Kelly Koppel’s art education began in high school when her artwork was entered into an exhibit, Arts-a-Budding, and won an award at her local college, Valparaiso University in Indiana. While pursuing her associate of science degree in Technical Graphics at Purdue University all her electives were in foundational Art classes. As her career led her to Geographic Information Systems in Oregon, she continued her love for Art by taking sculpture classes at Portland State University. After moving to Iowa, she decided to stay home with her children, follow her true passion and pursue a degree in art. In December of 2020, she obtained her associates of arts from Kirkwood Community College primarily taking Ceramic classes. She graduated in May 2023 from Mount Mercy University with a bachelor’s of art in art and is currently a Resident Artist at the Iowa Ceramic Center and Glass Studio in Cedar Rapids Iowa.

Artist Statement
My work involves creating sculptural utilitarian vessels that most often express my current state of mind. My recent body of work involved slip casting, using a form and manipulating it in diverse ways to create a variety of functionalities. I created varying lamps, lamp shades to vessels that hold water and light from the original form. Each piece expresses my stages of grief and gratefulness to those that helped me find my internal light again after losing a handful of family members the previous two years. Lighting, hands, trees and leaves are reoccurring themes in my work. I have always been drawn to the beauty of trees and how they change through the seasons. As leaves are an extension of the tree so are our hands, yet the human hand can express so much in just the smallest gesture. My favorite way to make a piece functional is with lighting because I feel it adds more character to the piece and can even give the piece a whole new personality even in the shadows.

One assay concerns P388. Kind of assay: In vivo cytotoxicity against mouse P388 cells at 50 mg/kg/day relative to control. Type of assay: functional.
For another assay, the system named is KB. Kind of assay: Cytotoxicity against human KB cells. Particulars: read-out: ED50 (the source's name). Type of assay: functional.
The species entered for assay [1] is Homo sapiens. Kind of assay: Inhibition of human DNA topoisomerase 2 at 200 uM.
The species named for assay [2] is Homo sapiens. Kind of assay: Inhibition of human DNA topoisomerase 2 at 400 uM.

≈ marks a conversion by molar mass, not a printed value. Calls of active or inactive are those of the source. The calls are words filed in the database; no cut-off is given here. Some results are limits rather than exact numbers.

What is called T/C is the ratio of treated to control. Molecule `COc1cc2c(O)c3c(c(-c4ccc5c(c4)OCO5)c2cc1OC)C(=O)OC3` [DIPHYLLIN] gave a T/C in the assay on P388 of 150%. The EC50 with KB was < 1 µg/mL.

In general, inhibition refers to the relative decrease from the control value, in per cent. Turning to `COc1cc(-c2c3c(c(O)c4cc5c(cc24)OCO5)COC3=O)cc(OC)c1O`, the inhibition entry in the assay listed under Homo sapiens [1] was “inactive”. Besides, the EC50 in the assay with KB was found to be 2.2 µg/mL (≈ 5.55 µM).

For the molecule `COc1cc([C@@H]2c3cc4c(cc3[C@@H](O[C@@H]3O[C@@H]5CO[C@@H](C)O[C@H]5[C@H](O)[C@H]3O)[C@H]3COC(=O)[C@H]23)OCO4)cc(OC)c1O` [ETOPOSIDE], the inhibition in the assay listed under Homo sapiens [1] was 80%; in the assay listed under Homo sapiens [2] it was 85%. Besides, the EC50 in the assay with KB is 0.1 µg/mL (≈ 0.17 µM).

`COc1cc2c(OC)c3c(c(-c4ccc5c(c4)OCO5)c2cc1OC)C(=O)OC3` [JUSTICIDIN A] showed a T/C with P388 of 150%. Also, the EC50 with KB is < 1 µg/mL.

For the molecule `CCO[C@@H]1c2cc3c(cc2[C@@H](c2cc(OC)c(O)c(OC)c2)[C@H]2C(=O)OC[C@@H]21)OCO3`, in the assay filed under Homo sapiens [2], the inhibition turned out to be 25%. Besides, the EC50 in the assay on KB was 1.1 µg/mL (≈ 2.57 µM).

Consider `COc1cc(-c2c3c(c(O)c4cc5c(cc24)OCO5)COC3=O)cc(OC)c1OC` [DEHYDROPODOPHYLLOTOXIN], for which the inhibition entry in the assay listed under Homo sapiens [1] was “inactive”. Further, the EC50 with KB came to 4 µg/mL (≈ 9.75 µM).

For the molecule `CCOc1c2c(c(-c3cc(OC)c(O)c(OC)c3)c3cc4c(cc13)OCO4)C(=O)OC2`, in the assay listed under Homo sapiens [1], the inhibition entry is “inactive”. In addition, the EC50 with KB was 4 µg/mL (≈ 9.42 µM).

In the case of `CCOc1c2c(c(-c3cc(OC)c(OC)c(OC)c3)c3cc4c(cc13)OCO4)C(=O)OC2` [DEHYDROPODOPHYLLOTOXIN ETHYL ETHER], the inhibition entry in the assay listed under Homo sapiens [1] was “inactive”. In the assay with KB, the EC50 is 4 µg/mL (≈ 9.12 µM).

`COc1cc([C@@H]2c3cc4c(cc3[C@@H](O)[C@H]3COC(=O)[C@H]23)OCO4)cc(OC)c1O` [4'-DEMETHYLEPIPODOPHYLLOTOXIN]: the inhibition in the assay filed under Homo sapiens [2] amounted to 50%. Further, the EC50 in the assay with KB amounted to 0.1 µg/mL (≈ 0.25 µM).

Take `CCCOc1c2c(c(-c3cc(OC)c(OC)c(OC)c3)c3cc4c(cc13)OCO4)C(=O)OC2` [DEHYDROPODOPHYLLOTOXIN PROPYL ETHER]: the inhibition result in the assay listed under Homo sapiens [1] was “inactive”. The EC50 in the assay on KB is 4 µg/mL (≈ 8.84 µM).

Rockford, IL

(815) 988-9848

After 25 years I am just beginning to understand who I am as a potter. I concentrate on refined, carefully shaped forms where the feel of the clay, the speed of the wheel, and my thoughts on that day combine to create a bowl, a cup, a teapot. Each creation is as individual and unique as each leaf of a tree.


Then to impart the spontaneity and beauty of nature I fire with wood or soda, a process I find continually fascinating. No two pieces are ever alike. The fire warps, adds colors and drips of glass, and though sometimes frustrating, ultimately I hope it provides a beautiful and functional result.


FB: deloresfortuna
IG: deloresfortuna

2023 Shows and Exhibitions
Short Bio

Forming function, a dance, often a tug of war, between though and object making.  Add to this dialogue the sheer joy of working with clays as materially responsive as porcelain and surfaces only possible through glaze fusion.  A dynamic is created which becomes a life-long fascination.  My work uses basic wheel thrown shapes as starting points, altering and rejoining forms articulated by black slip inlay. The clays and glazes I use are often of my own formulation, fired to stoneware temperatures (2374F) in a gas reduction fiber kiln.  My glazes are food safe, microwaveable and dishwashing stable.

Winter Rye

winter rye
1522 Oak Park Avenue

Oak Park, IL 60402

(708) 484-3902

IG: ryemakers